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Actor Dean Stockwell dies aged 85

Dean Stockwell, the US actor known for playing Al in the sci-fi series Quantum Leap, has died aged 85.

During a 70-year career, Stockwell won a Golden Globe award for the his best-known role and was also nominated for an Oscar for Married to the Mob.

Aside from Quantum Leap, he also appeared in Air Force One, as well as the David Lynch films Blue Velvet and Dune.

His representatives told the BBC he died peacefully at home on Sunday.

‘Streetwise and cocky’

Quantum Leap originally aired on NBC in the US for five seasons, from 1989 to 1993, and soon became popular with UK audiences too.

It starred Scott Bakula as Dr Sam Beckett, a physicist who involuntarily leaps through space time using other people’s bodies as vessels in order to correct historical mistakes.

Stockwell co-starred as Admiral Al Calavicci, Dr Beckett’s cigar-smoking and womanising best friend who appears to him in hologram form to offer guidance as the experiments unfold.

“I have a particular fondness for Admiral Al Calavicci,” Stockwell said in a 1994 interview. “I guess people say that actors take a little bit of the part away with them, but if I really was as streetwise and cocky as Al, I’d probably have been a bigger star.”

He won a Golden Globe award for the role in 1990 – for best performance by an actor in a supporting role in a TV series – and later received a star on Hollywood’s Walk of Fame.

Last year, NBC announced it was considering a reboot of the show for its streaming service.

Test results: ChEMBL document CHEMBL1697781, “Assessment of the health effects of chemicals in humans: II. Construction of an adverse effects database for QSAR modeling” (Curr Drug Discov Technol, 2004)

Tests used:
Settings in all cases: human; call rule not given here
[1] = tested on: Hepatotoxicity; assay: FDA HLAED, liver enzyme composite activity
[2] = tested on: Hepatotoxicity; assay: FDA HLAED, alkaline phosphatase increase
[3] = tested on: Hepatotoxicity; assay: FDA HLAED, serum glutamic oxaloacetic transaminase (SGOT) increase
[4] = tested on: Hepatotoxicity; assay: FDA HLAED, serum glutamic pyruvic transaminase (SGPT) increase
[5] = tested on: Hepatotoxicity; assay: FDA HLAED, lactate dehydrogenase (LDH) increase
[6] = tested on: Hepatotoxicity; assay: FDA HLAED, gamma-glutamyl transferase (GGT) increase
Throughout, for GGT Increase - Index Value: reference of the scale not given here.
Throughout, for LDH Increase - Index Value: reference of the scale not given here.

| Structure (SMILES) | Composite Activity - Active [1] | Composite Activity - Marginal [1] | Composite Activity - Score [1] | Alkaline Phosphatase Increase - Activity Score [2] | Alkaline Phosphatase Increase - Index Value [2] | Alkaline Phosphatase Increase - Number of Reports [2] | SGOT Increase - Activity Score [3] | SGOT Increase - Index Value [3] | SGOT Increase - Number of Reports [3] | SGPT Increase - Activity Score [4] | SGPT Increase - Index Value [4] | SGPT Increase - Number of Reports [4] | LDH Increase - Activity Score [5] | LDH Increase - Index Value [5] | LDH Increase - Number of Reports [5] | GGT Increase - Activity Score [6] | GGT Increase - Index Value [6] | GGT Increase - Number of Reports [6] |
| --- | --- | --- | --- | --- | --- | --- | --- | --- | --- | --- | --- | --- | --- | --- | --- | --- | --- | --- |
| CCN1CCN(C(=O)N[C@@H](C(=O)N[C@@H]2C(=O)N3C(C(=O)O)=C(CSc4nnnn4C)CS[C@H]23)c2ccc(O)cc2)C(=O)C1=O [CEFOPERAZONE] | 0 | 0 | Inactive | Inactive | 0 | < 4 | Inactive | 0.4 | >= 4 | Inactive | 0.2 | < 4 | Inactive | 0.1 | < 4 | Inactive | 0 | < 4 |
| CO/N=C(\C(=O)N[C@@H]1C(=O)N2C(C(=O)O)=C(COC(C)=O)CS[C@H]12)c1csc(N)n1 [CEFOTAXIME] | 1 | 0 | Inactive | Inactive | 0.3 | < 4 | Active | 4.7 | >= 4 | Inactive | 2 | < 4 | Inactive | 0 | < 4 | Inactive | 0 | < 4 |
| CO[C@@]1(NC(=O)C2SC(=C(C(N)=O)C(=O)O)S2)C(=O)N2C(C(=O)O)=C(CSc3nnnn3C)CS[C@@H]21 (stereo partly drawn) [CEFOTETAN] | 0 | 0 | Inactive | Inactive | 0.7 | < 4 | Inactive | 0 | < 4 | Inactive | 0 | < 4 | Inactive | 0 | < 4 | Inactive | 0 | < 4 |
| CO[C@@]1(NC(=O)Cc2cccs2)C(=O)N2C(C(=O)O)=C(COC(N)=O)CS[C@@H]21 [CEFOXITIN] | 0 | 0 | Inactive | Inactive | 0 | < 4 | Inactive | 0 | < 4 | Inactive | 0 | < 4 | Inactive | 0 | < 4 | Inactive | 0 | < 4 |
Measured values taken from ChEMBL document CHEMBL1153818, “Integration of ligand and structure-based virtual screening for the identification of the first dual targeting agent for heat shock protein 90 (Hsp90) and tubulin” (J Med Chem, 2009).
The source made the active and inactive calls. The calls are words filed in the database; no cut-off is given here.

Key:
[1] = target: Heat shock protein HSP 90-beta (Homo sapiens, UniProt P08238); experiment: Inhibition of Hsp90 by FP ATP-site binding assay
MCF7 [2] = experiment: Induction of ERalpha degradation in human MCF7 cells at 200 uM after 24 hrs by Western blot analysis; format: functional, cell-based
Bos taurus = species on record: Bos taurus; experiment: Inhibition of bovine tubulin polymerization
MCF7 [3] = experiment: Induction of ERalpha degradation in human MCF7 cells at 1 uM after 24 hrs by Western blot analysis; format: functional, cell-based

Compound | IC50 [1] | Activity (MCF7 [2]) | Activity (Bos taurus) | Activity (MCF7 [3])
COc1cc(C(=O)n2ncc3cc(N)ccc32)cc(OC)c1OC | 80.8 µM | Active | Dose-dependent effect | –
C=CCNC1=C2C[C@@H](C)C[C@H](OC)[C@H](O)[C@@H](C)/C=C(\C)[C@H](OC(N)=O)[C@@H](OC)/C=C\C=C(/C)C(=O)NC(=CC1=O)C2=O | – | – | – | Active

Born into a family of entertainers in Los Angeles, Stockwell started his career as a child actor and made his first film appearance in 1945’s Valley of Decision, before featuring alongside Frank Sinatra and Gene Kelly in Anchors Aweigh.

He then appeared in Broadway stage productions such as Compulsion, later reprising his role in the screen adaptation of the same name.

‘Drugs and love-ins’

In the mid-1960s though, Stockwell dropped out of showbusiness to join the Topanga Canyon hippie community, where members included the musician Neil Young.

“I did some drugs and went to some love-ins,” Stockwell later said of the experience. “The experience of those days provided me with a huge, panoramic view of my existence that I didn’t have before. I have no regrets.”

He returned to Hollywood with roles in Paris, Texas, Dune and To Live and Die in L.A, before putting in a memorable cameo as the crooner Ben in the neo-noir mystery thriller Blue Velvet, where he performed a rendition of Roy Orbison’s Dreams for Dennis Hopper and co.

In 1988, he was nominated for an Academy Award for best supporting actor for his performance as Mafia boss Tony “the Tiger” Russo in the comedy Married to the Mob. Stockwell called it “the favourite part I’ve ever had in a film”.

He said: “I just felt that that part was just perfect for me and I had a way to approach it that I thought was just right and it turned out that way.”

He also appeared in Francis Ford Coppella’s The Rainmaker, as well as Robert Altman’s The Player, and went on to have recurring TV roles in the Battlestar Galactica series and The Tony Danza Show.

Stockwell was twice married – once to the actress Millie Perkins – and had two children.

A statement from his publicity team read: “Dean spent a lifetime yo-yoing back and forth between fame and anonymity.

Because of that, when he had a job, he was grateful. He never took the business for granted. He was a rebel, wildly talented and always a breath of fresh air. He loved to act, to laugh, smoke cigars and play golf.”

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